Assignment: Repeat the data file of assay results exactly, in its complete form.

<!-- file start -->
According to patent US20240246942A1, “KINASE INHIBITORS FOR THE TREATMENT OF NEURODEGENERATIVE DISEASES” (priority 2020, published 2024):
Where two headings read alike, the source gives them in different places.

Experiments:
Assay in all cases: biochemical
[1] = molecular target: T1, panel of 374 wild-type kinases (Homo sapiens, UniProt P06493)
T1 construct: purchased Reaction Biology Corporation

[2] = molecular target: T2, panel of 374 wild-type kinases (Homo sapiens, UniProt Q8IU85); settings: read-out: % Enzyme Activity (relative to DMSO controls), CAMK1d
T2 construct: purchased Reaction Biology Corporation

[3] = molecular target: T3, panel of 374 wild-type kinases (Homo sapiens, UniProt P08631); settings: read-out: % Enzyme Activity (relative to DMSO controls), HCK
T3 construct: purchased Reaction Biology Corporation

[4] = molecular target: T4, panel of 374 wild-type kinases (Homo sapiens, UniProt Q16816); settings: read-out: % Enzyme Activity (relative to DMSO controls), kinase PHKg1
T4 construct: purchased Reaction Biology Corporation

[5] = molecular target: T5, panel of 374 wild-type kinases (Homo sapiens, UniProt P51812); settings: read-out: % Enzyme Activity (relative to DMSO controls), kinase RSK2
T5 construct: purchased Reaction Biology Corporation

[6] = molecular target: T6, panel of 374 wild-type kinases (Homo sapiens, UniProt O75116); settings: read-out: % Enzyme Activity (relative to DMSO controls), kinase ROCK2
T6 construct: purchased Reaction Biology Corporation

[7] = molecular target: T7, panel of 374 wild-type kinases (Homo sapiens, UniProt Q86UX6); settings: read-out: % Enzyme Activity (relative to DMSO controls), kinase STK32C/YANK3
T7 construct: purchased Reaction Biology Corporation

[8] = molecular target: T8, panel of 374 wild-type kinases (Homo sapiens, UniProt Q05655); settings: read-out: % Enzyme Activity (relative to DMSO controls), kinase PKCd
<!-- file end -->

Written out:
According to patent US20240246942A1, “KINASE INHIBITORS FOR THE TREATMENT OF NEURODEGENERATIVE DISEASES” (priority 2020, published 2024):
Where two headings read alike, the source gives them in different places.

Experiments:
Assay in all cases: biochemical
[1] = molecular target: T1, panel of 374 wild-type kinases (Homo sapiens, UniProt P06493)
T1 construct: purchased Reaction Biology Corporation

[2] = molecular target: T2, panel of 374 wild-type kinases (Homo sapiens, UniProt Q8IU85); settings: read-out: % Enzyme Activity (relative to DMSO controls), CAMK1d
T2 construct: purchased Reaction Biology Corporation

[3] = molecular target: T3, panel of 374 wild-type kinases (Homo sapiens, UniProt P08631); settings: read-out: % Enzyme Activity (relative to DMSO controls), HCK
T3 construct: purchased Reaction Biology Corporation

[4] = molecular target: T4, panel of 374 wild-type kinases (Homo sapiens, UniProt Q16816); settings: read-out: % Enzyme Activity (relative to DMSO controls), kinase PHKg1
T4 construct: purchased Reaction Biology Corporation

[5] = molecular target: T5, panel of 374 wild-type kinases (Homo sapiens, UniProt P51812); settings: read-out: % Enzyme Activity (relative to DMSO controls), kinase RSK2
T5 construct: purchased Reaction Biology Corporation

[6] = molecular target: T6, panel of 374 wild-type kinases (Homo sapiens, UniProt O75116); settings: read-out: % Enzyme Activity (relative to DMSO controls), kinase ROCK2
T6 construct: purchased Reaction Biology Corporation

[7] = molecular target: T7, panel of 374 wild-type kinases (Homo sapiens, UniProt Q86UX6); settings: read-out: % Enzyme Activity (relative to DMSO controls), kinase STK32C/YANK3
T7 construct: purchased Reaction Biology Corporation

[8] = molecular target: T8, panel of 374 wild-type kinases (Homo sapiens, UniProt Q05655); settings: read-out: % Enzyme Activity (relative to DMSO controls), kinase PKCd